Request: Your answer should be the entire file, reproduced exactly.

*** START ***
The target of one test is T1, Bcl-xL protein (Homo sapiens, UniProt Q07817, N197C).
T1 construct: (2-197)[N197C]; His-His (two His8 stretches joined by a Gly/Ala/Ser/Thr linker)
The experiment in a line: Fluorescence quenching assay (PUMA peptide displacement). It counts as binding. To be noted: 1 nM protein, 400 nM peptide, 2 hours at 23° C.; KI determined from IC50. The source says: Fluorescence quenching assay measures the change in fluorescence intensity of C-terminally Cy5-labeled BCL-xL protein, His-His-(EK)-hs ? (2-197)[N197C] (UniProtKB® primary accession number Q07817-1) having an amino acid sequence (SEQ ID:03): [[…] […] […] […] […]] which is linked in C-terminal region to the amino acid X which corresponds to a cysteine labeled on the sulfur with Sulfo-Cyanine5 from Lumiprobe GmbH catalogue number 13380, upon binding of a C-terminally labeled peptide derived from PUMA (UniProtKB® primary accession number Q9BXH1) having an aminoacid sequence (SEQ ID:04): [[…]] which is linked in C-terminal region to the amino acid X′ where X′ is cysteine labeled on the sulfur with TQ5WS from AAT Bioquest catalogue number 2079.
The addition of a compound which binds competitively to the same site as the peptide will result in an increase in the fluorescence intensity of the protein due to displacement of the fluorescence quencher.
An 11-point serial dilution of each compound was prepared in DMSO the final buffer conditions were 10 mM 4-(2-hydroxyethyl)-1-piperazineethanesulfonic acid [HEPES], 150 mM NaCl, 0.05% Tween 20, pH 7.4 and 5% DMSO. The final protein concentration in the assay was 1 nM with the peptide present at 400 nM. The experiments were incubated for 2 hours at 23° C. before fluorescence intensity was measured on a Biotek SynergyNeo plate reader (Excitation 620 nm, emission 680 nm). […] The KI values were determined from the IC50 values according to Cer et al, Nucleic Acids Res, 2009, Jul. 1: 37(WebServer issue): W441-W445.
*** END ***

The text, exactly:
The target of one test is T1, Bcl-xL protein (Homo sapiens, UniProt Q07817, N197C).
T1 construct: (2-197)[N197C]; His-His (two His8 stretches joined by a Gly/Ala/Ser/Thr linker)
The experiment in a line: Fluorescence quenching assay (PUMA peptide displacement). It counts as binding. To be noted: 1 nM protein, 400 nM peptide, 2 hours at 23° C.; KI determined from IC50. The source says: Fluorescence quenching assay measures the change in fluorescence intensity of C-terminally Cy5-labeled BCL-xL protein, His-His-(EK)-hs ? (2-197)[N197C] (UniProtKB® primary accession number Q07817-1) having an amino acid sequence (SEQ ID:03): [[…] […] […] […] […]] which is linked in C-terminal region to the amino acid X which corresponds to a cysteine labeled on the sulfur with Sulfo-Cyanine5 from Lumiprobe GmbH catalogue number 13380, upon binding of a C-terminally labeled peptide derived from PUMA (UniProtKB® primary accession number Q9BXH1) having an aminoacid sequence (SEQ ID:04): [[…]] which is linked in C-terminal region to the amino acid X′ where X′ is cysteine labeled on the sulfur with TQ5WS from AAT Bioquest catalogue number 2079.
The addition of a compound which binds competitively to the same site as the peptide will result in an increase in the fluorescence intensity of the protein due to displacement of the fluorescence quencher.
An 11-point serial dilution of each compound was prepared in DMSO the final buffer conditions were 10 mM 4-(2-hydroxyethyl)-1-piperazineethanesulfonic acid [HEPES], 150 mM NaCl, 0.05% Tween 20, pH 7.4 and 5% DMSO. The final protein concentration in the assay was 1 nM with the peptide present at 400 nM. The experiments were incubated for 2 hours at 23° C. before fluorescence intensity was measured on a Biotek SynergyNeo plate reader (Excitation 620 nm, emission 680 nm). […] The KI values were determined from the IC50 values according to Cer et al, Nucleic Acids Res, 2009, Jul. 1: 37(WebServer issue): W441-W445.